Song of the Current

Song of the Current

eBook - 2017
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Caroline Oresteia is destined for the river. Her father is a wherryman, as was her grandmother. All Caro needs is for the river god to whisper her name, and her fate is sealed. But at seventeen, Caro may be too late. So when pirates burn ships and her father is arrested, Caro volunteers to transport mysterious cargo in exchange for his release. Secretly, Caro hopes that by piloting her own wherry, the river god will finally speak her name. But when the cargo becomes more than Caro expected, she finds herself caught in a web of politics and lies. With much more than her father's life at stake, Caro must choose between the future she knows, and the one she could have never imagined.
Publisher: [S.I.] : Bloomsbury Publishing, 2017.
ISBN: 9781681192987
Branch Call Number: eBOOK OVERDRI
Additional Contributors: OverDrive, Inc


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MelifluousView Nov 23, 2018

Caro likes her life and isn't looking for something else. I loved her journey and how she missed things about herself that others, especially Markos, could see about her. The character development wasn't only in Caro, which made this book even better!

Mar 23, 2018

Finished the book in about a day and a half, I couldn't put it down for long! A compelling story, an explanation of boats that even I, someone who knows pretty much nothing about them, could pick up, and an interesting world that both makes sense and holds so much to explore.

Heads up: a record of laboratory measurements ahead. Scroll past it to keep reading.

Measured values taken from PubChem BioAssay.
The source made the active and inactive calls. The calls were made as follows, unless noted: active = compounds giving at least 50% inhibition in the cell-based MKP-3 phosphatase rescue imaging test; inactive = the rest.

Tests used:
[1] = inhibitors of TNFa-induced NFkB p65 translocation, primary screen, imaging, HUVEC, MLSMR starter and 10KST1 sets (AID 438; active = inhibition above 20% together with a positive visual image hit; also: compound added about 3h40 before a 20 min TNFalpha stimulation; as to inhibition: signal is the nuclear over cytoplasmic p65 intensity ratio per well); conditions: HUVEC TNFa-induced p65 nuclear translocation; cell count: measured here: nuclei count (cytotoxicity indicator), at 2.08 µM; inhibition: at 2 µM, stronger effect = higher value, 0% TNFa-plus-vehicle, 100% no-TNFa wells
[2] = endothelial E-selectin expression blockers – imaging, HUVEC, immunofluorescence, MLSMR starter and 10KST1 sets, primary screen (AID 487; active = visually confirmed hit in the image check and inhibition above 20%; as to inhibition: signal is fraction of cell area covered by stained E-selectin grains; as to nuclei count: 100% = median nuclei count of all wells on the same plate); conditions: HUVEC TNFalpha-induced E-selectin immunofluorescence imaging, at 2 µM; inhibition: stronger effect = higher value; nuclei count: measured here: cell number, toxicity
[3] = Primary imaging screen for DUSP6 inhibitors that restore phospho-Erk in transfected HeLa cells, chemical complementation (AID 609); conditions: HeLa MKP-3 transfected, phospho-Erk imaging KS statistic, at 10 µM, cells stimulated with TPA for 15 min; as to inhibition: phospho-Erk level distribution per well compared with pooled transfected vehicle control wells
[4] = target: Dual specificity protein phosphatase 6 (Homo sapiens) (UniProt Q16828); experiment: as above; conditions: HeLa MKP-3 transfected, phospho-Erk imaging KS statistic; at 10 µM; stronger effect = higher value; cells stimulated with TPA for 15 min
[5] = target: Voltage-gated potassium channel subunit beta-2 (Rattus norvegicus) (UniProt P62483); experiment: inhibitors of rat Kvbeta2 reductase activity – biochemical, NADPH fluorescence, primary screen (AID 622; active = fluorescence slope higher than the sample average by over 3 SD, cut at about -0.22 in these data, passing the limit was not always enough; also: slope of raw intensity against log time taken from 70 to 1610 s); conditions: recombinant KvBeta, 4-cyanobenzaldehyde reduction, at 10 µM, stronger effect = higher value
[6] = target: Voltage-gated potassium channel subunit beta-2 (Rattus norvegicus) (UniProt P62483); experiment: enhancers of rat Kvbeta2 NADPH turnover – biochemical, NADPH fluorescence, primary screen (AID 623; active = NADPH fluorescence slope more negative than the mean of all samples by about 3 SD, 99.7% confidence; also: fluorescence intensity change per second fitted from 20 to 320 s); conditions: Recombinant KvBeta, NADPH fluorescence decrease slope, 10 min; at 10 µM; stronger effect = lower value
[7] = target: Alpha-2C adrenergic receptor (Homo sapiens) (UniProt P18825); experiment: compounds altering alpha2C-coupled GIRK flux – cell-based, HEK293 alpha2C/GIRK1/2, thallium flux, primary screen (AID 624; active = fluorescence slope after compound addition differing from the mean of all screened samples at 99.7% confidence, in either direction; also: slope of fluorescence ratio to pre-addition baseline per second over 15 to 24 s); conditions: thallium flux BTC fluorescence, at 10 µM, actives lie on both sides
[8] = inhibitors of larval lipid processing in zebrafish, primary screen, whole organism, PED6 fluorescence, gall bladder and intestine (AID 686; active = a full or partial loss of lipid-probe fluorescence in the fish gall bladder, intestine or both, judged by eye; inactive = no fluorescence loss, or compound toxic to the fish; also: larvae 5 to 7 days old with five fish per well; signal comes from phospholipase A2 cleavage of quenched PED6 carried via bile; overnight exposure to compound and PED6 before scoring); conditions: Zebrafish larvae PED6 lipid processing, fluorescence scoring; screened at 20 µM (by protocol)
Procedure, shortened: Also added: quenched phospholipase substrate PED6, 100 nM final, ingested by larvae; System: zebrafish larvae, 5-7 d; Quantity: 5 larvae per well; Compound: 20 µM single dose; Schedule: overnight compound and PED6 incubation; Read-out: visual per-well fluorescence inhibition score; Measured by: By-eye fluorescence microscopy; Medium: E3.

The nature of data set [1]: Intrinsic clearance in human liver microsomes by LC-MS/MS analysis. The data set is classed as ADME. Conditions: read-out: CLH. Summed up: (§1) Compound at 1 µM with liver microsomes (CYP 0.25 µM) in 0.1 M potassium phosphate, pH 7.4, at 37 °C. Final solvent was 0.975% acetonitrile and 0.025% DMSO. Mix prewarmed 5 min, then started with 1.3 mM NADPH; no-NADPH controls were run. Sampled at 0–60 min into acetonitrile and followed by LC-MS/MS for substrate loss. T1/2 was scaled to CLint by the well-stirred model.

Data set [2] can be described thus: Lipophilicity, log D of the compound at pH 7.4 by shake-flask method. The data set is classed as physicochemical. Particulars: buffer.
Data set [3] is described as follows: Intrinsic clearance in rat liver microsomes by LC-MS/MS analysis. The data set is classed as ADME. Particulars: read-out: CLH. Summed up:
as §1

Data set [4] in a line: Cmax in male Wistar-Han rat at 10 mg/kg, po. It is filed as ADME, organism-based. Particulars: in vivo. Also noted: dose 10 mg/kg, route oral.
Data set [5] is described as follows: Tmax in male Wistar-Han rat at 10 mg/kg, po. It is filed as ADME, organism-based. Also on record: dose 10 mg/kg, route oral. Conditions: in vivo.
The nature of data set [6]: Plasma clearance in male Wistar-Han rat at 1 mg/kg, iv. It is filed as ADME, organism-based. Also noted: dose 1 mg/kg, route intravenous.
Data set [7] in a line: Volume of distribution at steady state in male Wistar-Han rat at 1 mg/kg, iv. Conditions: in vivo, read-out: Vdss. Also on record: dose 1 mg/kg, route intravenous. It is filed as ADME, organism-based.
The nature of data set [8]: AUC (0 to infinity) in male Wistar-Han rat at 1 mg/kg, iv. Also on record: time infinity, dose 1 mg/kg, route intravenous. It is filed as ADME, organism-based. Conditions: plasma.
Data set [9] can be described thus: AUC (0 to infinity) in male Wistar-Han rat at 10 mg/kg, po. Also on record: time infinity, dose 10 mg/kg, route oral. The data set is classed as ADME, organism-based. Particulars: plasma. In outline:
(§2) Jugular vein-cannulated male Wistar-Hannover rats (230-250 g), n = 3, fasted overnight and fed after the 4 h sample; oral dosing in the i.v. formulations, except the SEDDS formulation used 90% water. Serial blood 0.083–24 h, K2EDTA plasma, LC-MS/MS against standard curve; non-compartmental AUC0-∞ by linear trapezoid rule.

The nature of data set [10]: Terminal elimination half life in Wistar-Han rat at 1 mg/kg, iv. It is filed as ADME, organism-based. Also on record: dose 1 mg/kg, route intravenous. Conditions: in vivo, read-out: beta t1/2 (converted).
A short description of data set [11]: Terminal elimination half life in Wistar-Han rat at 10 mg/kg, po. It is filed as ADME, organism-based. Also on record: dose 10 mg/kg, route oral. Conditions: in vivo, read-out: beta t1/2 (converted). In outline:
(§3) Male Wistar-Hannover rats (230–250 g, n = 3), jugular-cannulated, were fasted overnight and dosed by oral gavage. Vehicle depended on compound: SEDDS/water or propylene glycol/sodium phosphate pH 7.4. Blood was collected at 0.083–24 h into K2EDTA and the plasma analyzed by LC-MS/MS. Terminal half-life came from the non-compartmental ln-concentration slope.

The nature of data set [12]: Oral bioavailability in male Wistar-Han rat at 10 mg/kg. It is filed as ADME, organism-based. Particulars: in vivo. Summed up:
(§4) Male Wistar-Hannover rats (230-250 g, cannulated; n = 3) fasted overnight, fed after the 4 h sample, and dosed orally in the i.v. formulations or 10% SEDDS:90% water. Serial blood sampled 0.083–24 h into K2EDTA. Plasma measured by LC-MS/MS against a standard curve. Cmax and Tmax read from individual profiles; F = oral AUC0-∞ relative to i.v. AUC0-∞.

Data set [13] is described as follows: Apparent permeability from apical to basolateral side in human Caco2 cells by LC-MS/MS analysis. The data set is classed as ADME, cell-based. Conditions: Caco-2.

I think the only reason I don't absolutely completely adore the book was the sudden romance introduced. It was... rockily written, sometimes seeming to come in from absolutely nowhere, aside from the fact that the main character was a girl, and this was a new hot guy on board, so what else was supposed to happen but romance? But I think in the end it was actually decently handled, even if the build-up seemed... blindsiding at times.
The main character was easy to relate to, and a fun person, having nicely done arc, even if a couple of times it seemed like the hints she was getting seemed almost obvious--if you didn't realize where her focus lied. Her love of ships and the waters they ride was infectious, and you could almost imagine yourself aboard the Cormorant, cutting through the rivers with ease. I loved the dynamic between her parents, how they weren't married, but didn't hate each other, instead quite the opposite, it seemed, even though they had some opposing viewpoints, and I think the gods of the world were left mysterious enough that it's feels very much a part of the world, for them to be a force both known and unknown, while still very present.
The way the book left off makes me very curious about Whisper of the Tide, but I guess I'll have to wait until later this year to see where Tolscer takes this curious, wonderful world.


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